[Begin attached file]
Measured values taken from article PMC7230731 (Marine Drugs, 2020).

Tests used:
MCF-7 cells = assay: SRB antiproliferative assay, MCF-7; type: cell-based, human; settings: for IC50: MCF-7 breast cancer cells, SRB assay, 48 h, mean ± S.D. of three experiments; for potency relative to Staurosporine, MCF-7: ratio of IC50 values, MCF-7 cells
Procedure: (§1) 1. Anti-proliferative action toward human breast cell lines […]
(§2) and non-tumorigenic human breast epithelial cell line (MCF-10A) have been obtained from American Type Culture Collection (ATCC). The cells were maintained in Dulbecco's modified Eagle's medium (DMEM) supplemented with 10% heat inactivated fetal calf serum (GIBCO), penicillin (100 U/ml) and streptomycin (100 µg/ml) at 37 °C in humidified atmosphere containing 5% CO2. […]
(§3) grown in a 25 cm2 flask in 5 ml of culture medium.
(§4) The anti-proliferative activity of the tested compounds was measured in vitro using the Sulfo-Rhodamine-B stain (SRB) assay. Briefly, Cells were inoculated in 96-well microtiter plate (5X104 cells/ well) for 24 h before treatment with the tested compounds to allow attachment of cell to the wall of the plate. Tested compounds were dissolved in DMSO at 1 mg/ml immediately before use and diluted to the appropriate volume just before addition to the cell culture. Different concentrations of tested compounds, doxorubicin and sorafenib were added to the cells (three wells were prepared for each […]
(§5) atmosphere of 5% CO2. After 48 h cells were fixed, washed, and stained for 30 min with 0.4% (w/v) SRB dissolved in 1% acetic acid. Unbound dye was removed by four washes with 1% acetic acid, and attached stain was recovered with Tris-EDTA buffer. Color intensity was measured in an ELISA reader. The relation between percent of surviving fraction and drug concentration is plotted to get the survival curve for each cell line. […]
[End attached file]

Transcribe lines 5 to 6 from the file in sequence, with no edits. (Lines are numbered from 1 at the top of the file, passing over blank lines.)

(§2) and non-tumorigenic human breast epithelial cell line (MCF-10A) have been obtained from American Type Culture Collection (ATCC). The cells were maintained in Dulbecco's modified Eagle's medium (DMEM) supplemented with 10% heat inactivated fetal calf serum (GIBCO), penicillin (100 U/ml) and streptomycin (100 µg/ml) at 37 °C in humidified atmosphere containing 5% CO2. […]
(§3) grown in a 25 cm2 flask in 5 ml of culture medium.